British journal of anaesthesia
LMA and Caesarean – why should I care?
There is a small attitude change underway in the use of supraglottic airway devices (SGA) in obstetric anaesthesia. While there is already an appreciation of their role in obstetric airway rescue, we now see a shift in some countries to use an SGA as the primary airway choice for Caesarean section under general anaesthesia.
Anaesthesiologists need to be aware of this attitudinal shift, and importantly appreciate the inherent compromises and uncertainties driving it.
In this editorial, Metodiev & Mushambi review changing attitudes toward obstetric airway preference, the realities of maternal aspiration risk, and several large studies suggesting acceptable safety when using a SGA for Caesarean GA.
The tension between airway and aspiration
It is well accepted that regional anaesthesia for Caesarean section is overwhelmingly the best choice, driven first by the historical experience of maternal general anaesthesia risk. The very features that underline this safety improvement are also those in tension when considering endotracheal intubation or SGA: risk of failed intubation versus aspiration.
Studies showing safety
Several retrospective, prospective and randomised studies totalling more than 8,000 patients have concluded that in these populations, SGA use (mainly 2nd generation devices, such as ProSeal™ or LMA Supreme™) was not associated with any greater risk of aspiration. This includes both the single largest study investigating 3,000 women (Halaseah 2010), and two RCTs (Yao 2019 & Li 2017), none of which identified any cases of aspiration (although there was a single regurgitation).
So on the surface, SGA use appears arguably safe, particularly with careful patient selection. Among the studies, generally obese patients and those with reflux were excluded, muscle relaxants were frequently used, an orogastric tube was inserted, and cricoid pressure was used at least for some periods of airway intervention.
And yet we do know from NAP4 (2011) that aspiration is a real danger, accounting for 50% of anaesthesia-related deaths.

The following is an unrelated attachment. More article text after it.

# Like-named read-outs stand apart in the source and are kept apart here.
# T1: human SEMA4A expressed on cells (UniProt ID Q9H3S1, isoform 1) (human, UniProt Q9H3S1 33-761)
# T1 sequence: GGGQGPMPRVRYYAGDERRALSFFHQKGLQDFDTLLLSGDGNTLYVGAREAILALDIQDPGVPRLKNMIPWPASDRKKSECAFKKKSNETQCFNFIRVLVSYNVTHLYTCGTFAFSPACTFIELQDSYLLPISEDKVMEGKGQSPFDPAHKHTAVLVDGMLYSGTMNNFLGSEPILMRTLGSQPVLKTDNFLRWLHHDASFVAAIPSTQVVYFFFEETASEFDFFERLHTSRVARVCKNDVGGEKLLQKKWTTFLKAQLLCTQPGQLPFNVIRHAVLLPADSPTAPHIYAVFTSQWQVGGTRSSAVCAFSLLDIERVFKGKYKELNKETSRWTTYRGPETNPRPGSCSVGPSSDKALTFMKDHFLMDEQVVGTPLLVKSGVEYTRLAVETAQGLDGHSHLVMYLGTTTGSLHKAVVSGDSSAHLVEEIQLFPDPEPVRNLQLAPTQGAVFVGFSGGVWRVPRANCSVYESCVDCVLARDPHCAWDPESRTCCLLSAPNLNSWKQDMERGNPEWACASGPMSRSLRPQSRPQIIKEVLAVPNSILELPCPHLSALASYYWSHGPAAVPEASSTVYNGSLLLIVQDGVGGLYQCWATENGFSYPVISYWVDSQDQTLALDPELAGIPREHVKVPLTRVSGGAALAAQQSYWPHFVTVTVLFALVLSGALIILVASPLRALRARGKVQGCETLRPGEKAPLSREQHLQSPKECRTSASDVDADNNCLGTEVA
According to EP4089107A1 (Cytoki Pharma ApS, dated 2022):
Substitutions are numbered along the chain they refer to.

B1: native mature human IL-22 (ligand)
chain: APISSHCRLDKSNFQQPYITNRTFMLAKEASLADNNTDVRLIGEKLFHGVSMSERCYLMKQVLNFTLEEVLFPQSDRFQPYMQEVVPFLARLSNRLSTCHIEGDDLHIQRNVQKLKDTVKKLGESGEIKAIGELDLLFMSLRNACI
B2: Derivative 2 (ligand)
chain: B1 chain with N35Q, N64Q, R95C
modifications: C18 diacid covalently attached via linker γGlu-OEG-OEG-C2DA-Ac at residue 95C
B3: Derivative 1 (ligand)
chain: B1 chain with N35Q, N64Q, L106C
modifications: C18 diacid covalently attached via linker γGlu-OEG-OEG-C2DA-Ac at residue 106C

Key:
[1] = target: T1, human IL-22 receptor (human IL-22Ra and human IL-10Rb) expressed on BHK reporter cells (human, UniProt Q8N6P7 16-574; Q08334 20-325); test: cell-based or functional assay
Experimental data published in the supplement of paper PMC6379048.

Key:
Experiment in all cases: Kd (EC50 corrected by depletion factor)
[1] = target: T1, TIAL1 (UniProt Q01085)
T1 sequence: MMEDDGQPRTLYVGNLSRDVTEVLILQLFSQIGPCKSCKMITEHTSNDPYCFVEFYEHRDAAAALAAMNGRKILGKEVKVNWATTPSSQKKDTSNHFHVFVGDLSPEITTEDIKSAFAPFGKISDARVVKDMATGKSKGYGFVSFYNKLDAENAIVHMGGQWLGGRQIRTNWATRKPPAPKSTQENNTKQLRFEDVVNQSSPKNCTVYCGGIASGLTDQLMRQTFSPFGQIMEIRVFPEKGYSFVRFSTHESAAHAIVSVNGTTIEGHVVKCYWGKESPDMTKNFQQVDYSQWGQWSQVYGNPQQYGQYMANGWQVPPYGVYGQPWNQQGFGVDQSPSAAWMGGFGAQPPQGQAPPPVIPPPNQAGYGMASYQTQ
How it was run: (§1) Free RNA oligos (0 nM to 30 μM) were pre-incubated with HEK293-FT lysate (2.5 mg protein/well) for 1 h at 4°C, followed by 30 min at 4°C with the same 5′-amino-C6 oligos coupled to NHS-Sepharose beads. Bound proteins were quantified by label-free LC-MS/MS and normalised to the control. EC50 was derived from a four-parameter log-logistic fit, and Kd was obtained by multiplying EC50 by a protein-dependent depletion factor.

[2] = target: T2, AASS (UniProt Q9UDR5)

Is gastric ultrasound the answer?
No. Next question... 😉
While gastric ultrasound shows some utility in quantifying residual gastric volume, it is 1. Not possible to equate this to aspiration risk in pregnant patients, 2. Technically difficult in the pregnant patient.
They conclude that...
"...there is insufficient evidence to recommend universal or selective replacement of tracheal tubes with SGA devices during general anaesthesia for Caesarean delivery. Aspiration remains the main concern."
And before you get too excited by the lack of observed aspiration in these large studies, as Metodiev & Mushambi note, many of the studied populations were Asian and Middle Eastern, having different diets and obesity prevalence than Europe, Oceania and North America.summary
Review Meta Analysis
The world is currently facing an unprecedented healthcare crisis caused by a pandemic novel beta coronavirus, severe acute respiratory syndrome coronavirus 2 (SARS-CoV-2). The pathogen is spread by human-to-human transmission via droplets exposure and contact transfer, causing mild symptoms in the majority of cases, but critical illness, bilateral viral pneumonia, and acute respiratory distress syndrome (ARDS) in a minority. ⋯ This article presents a summary of learning points in epidemiological infection control from the SARS epidemic, alongside a review of evidence connecting current understanding of the virologic and environmental contamination properties of SARS-CoV-2. We present suggestions for how personal protective equipment policies relate to the viral pandemic context and how the risk of transmission by and to anaesthetists, intensivists, and other healthcare workers can be minimised.
Infection is a frequent cause of postoperative morbidity and mortality. The incidence, risk factors, and outcomes for postoperative infections remain poorly characterised. ⋯ Infection is a common and important complication of noncardiac surgery, which is associated with high mortality. Further research is needed to identify more effective measures to prevent infections after surgery.
Bedside measures of patient effort are essential to properly titrate the level of pressure support ventilation. We investigated whether the tidal swing in oesophageal (ΔPes) and transdiaphragmatic pressure (ΔPdi), and ultrasonographic changes in diaphragm (TFdi) and parasternal intercostal (TFic) thickening are reliable estimates of respiratory effort. The effect of diaphragm dysfunction was also considered. ⋯ ΔPes and ΔPdi are adequate estimates of inspiratory effort. Diaphragm ultrasonography is a reliable indicator of inspiratory effort in the absence of diaphragm dysfunction. Additional measurement of parasternal intercostal thickening may discriminate a low inspiratory effort or a high effort in the presence of a dysfunctional diaphragm.